Six Shows about the American South

By the time I manage to actually arrive at the Fringe, I’ll have been away from home for the better part of a month. While I love Edinburgh, that doesn’t stop me from wanting a piece of cornbread, a cup of sweet tea, and an old southern grandma to say “Awwww, Bless your heart,” at me when I mention I’ve spent time away from home. For those who are a bit homesick for the South, or people who just want to hear some fun accents, here are a few shows which should make you feel like you’re right back below the Mason-Dixon line.

SOMETHING WEIRD: Dandy Darkly’s All Aboard

Most people wouldn’t associate the south with queer storytelling of any kind, but this is the Fringe, and what could be more fun than a Drag performer telling you spooky, gothic Americana horror stories. Join Dandy Darkly, our intrepid storyteller, on his ship, the Gaybird Steamer, and travel down the river of the mythology of this bizarre segment of the world. Dandy takes old southern rumors, African traditional stories, as well as a splash of the finest southern authors (Tennessee Williams, Mark Twain, Truman Capote) to create a show that’s designed to make you laugh, jump, and maybe think about how messed up the south can be sometimes.

Underbelly Bristo Square, 11:10 pm, no shows on 13th

SOMETHING MUSICAL: Alabama God Damn

With its feet firmly planted in between storytelling and musical showcase, Alabama God Damn is a perfect home for anyone who wants to hear the sound of a rough strummed acoustic guitar and a hint of harmonica. While nominally about a man named Frank returning home and finding the space to love the Deep South Again, it’s really a way for these guys to show off their musical chops. With its influences lying in True Detective, S-Town and Southern Gothic music, come here if you want a chance to hear some down home good tunes.

Pleasance Dome, 10dome, 11:00, no shows on 13, 21, 27

SOMETHING FUNNY: Reginald D. Hunter- An American Facing the Beast and Niggas

As a homegrown Georgia Boy myself, I’ve got a lot of respect for a black comedian from the south. Hailing from Albany, GA, Reginald D. Hunter has a strong history of facing race in his comedy- his show last year speared the OJ Simpson trial with just its name, and this year promises the same. Expect some comedy about the absurdity of the south as well, as Hunter has a history of spearing his homeland, namely in his BBC Two Show, Songs of the South. Plus who else can say they’ve had 20 years at the fringe?

Pleasance at EICC, 20:30, no shows on 8, 14, 20

SOMETHING POLITICAL: The Abode

There’s a whole lot of theatre about trump going on at the fringe, and while this might not be as directly relevant to the South, it might just be the most interesting exploration of populism at the fringe. This new play, from the two-time Fringe First award winners, Pepperdine Scotland, follows Samuel, a man feeling lost in his country, as he falls straight into the world of online Trolls and his sister’s journey to get him back. Described as an 80’s adventure story plumbing the depths of contemporary extremism, if you want to see a show about populism that’s not your average Trump/Farage/Boris mockery, The Abode is for you.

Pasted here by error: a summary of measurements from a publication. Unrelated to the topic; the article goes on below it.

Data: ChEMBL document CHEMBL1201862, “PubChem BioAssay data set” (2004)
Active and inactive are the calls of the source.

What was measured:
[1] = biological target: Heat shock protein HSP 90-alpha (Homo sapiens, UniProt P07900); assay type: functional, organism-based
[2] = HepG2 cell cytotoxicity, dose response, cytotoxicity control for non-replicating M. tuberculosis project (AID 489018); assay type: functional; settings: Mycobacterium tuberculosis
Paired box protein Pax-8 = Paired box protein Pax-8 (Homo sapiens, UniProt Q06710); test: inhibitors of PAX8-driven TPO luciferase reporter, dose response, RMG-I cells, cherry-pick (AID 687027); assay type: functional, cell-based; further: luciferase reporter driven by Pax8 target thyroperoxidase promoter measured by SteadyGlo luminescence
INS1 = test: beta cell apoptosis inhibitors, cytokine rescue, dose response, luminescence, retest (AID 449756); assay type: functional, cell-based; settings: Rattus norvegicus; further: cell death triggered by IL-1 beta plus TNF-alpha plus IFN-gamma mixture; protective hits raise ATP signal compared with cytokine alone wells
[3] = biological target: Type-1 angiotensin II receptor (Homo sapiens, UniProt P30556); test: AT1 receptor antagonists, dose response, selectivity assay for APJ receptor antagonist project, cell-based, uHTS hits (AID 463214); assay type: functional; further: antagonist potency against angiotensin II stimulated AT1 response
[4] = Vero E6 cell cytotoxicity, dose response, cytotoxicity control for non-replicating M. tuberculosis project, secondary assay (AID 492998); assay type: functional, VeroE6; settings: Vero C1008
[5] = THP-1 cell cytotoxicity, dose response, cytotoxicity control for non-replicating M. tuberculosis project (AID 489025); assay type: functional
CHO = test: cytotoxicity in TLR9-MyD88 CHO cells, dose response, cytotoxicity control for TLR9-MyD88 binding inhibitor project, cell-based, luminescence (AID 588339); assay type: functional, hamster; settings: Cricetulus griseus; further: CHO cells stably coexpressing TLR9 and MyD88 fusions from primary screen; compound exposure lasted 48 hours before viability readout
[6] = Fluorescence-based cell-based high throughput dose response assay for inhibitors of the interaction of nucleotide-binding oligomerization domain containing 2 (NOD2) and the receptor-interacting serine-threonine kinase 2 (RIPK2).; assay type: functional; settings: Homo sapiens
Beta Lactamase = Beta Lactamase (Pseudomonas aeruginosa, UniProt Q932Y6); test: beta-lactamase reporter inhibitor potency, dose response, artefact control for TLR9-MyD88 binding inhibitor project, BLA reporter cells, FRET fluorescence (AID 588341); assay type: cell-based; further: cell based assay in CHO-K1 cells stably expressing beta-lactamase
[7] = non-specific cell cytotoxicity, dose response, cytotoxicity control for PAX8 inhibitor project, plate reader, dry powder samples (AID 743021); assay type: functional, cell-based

Underbelly Cowgate, Big Belly, 12:30, August 9-16

SOMETHING SPOOKY: Showmanship

I want you to picture a rural town in the middle of the Dust Bowl back in the 30s. Creepy right? Now add in a creepier fortune teller/Oracle and you’ve got yourself a show. Showmanship is a darkly comic thriller about this woman, who promises safety and renewal for these people, but with no knowledge of if she’s the real deal or just another charlatan. That sort of weird roadside spookiness is endemic to the south, especially some of those southwestern specialty states, like Texas, Kansas and Oklahoma Come here if you want something intense, and creepy, with a beat up 30's aesthetic to match.

C Royale, Studio 1, 17:40, no shows 14th

SOMETHING CATCHY: Bonnie Bayou- The Jennifer Ewan Band

The culture of the city of New Orleans is a wild mashup of Southern, Carribean, French, and Cajun, a combo which has led to some of the best music ever. Louis Armstrong, Sidney Bechet, Roy Brown, and even Lil Wayne have come from the big easy, and while this show skews more traditional, it does have a hint of something new. Jennifer wants to take classic cajun sounds and add a touch of Celtic back to that. Described as a “Cocktail of Cajun and Modern sounds,” come here if you expect some interesting blues, with a little mix of Jazz and Celtic.

The Jazz Bar, 17:30, Only on 3, 9, 14, 16 21, 24

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